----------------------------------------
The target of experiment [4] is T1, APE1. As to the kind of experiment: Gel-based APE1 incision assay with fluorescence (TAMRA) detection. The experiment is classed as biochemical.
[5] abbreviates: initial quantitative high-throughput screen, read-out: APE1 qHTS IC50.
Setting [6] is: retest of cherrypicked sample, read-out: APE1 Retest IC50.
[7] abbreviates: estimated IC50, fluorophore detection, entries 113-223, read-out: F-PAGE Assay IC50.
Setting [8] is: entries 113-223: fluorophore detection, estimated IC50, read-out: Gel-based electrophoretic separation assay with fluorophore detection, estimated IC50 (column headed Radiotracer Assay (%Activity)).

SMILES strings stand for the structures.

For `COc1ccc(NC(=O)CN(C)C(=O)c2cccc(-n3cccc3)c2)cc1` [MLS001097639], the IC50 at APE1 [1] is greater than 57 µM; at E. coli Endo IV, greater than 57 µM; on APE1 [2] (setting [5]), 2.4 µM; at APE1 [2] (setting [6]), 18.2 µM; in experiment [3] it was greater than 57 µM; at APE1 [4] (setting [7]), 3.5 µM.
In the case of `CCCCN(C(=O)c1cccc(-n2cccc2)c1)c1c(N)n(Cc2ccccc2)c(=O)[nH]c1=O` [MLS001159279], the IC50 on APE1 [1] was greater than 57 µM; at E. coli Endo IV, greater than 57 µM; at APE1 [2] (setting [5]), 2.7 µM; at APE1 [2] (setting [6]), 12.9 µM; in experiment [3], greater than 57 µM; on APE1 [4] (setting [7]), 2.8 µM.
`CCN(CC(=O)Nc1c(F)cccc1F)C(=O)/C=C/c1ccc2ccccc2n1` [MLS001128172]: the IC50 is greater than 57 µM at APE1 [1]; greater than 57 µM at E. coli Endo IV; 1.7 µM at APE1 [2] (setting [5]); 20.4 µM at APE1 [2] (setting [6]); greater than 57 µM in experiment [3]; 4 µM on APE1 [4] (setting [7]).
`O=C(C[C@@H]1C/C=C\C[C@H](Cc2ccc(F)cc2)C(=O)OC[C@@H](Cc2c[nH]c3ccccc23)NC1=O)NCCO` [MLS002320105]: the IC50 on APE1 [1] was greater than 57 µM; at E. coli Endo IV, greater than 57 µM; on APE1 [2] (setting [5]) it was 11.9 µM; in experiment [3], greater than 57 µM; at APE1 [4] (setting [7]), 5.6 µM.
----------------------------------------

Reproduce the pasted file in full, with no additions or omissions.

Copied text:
The target of experiment [4] is T1, APE1. As to the kind of experiment: Gel-based APE1 incision assay with fluorescence (TAMRA) detection. The experiment is classed as biochemical.
[5] abbreviates: initial quantitative high-throughput screen, read-out: APE1 qHTS IC50.
Setting [6] is: retest of cherrypicked sample, read-out: APE1 Retest IC50.
[7] abbreviates: estimated IC50, fluorophore detection, entries 113-223, read-out: F-PAGE Assay IC50.
Setting [8] is: entries 113-223: fluorophore detection, estimated IC50, read-out: Gel-based electrophoretic separation assay with fluorophore detection, estimated IC50 (column headed Radiotracer Assay (%Activity)).

SMILES strings stand for the structures.

For `COc1ccc(NC(=O)CN(C)C(=O)c2cccc(-n3cccc3)c2)cc1` [MLS001097639], the IC50 at APE1 [1] is greater than 57 µM; at E. coli Endo IV, greater than 57 µM; on APE1 [2] (setting [5]), 2.4 µM; at APE1 [2] (setting [6]), 18.2 µM; in experiment [3] it was greater than 57 µM; at APE1 [4] (setting [7]), 3.5 µM.
In the case of `CCCCN(C(=O)c1cccc(-n2cccc2)c1)c1c(N)n(Cc2ccccc2)c(=O)[nH]c1=O` [MLS001159279], the IC50 on APE1 [1] was greater than 57 µM; at E. coli Endo IV, greater than 57 µM; at APE1 [2] (setting [5]), 2.7 µM; at APE1 [2] (setting [6]), 12.9 µM; in experiment [3], greater than 57 µM; on APE1 [4] (setting [7]), 2.8 µM.
`CCN(CC(=O)Nc1c(F)cccc1F)C(=O)/C=C/c1ccc2ccccc2n1` [MLS001128172]: the IC50 is greater than 57 µM at APE1 [1]; greater than 57 µM at E. coli Endo IV; 1.7 µM at APE1 [2] (setting [5]); 20.4 µM at APE1 [2] (setting [6]); greater than 57 µM in experiment [3]; 4 µM on APE1 [4] (setting [7]).
`O=C(C[C@@H]1C/C=C\C[C@H](Cc2ccc(F)cc2)C(=O)OC[C@@H](Cc2c[nH]c3ccccc23)NC1=O)NCCO` [MLS002320105]: the IC50 on APE1 [1] was greater than 57 µM; at E. coli Endo IV, greater than 57 µM; on APE1 [2] (setting [5]) it was 11.9 µM; in experiment [3], greater than 57 µM; at APE1 [4] (setting [7]), 5.6 µM.